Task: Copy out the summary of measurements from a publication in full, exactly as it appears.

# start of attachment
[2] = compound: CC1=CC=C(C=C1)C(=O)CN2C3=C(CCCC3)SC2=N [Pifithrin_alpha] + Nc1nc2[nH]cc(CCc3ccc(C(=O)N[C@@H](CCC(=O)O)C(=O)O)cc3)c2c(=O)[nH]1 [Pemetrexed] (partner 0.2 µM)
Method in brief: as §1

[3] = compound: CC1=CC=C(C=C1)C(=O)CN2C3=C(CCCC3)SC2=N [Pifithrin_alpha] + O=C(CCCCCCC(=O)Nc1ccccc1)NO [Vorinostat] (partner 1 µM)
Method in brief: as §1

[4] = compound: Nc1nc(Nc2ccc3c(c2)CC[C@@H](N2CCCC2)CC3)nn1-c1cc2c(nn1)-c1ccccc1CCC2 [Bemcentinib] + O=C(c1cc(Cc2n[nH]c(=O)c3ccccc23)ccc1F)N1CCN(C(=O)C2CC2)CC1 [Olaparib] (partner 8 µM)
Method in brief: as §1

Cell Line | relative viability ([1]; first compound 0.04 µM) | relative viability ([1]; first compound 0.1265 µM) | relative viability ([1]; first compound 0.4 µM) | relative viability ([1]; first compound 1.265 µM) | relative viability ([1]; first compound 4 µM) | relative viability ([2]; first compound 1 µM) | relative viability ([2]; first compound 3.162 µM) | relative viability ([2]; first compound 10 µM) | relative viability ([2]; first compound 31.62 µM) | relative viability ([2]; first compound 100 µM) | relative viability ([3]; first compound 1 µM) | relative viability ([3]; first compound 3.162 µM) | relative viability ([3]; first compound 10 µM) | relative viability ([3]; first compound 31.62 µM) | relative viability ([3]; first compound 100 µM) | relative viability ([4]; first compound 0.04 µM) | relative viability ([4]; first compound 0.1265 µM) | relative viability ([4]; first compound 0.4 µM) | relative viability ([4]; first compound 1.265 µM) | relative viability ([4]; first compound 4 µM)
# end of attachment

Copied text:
[2] = compound: CC1=CC=C(C=C1)C(=O)CN2C3=C(CCCC3)SC2=N [Pifithrin_alpha] + Nc1nc2[nH]cc(CCc3ccc(C(=O)N[C@@H](CCC(=O)O)C(=O)O)cc3)c2c(=O)[nH]1 [Pemetrexed] (partner 0.2 µM)
Method in brief: as §1

[3] = compound: CC1=CC=C(C=C1)C(=O)CN2C3=C(CCCC3)SC2=N [Pifithrin_alpha] + O=C(CCCCCCC(=O)Nc1ccccc1)NO [Vorinostat] (partner 1 µM)
Method in brief: as §1

[4] = compound: Nc1nc(Nc2ccc3c(c2)CC[C@@H](N2CCCC2)CC3)nn1-c1cc2c(nn1)-c1ccccc1CCC2 [Bemcentinib] + O=C(c1cc(Cc2n[nH]c(=O)c3ccccc23)ccc1F)N1CCN(C(=O)C2CC2)CC1 [Olaparib] (partner 8 µM)
Method in brief: as §1

Cell Line | relative viability ([1]; first compound 0.04 µM) | relative viability ([1]; first compound 0.1265 µM) | relative viability ([1]; first compound 0.4 µM) | relative viability ([1]; first compound 1.265 µM) | relative viability ([1]; first compound 4 µM) | relative viability ([2]; first compound 1 µM) | relative viability ([2]; first compound 3.162 µM) | relative viability ([2]; first compound 10 µM) | relative viability ([2]; first compound 31.62 µM) | relative viability ([2]; first compound 100 µM) | relative viability ([3]; first compound 1 µM) | relative viability ([3]; first compound 3.162 µM) | relative viability ([3]; first compound 10 µM) | relative viability ([3]; first compound 31.62 µM) | relative viability ([3]; first compound 100 µM) | relative viability ([4]; first compound 0.04 µM) | relative viability ([4]; first compound 0.1265 µM) | relative viability ([4]; first compound 0.4 µM) | relative viability ([4]; first compound 1.265 µM) | relative viability ([4]; first compound 4 µM)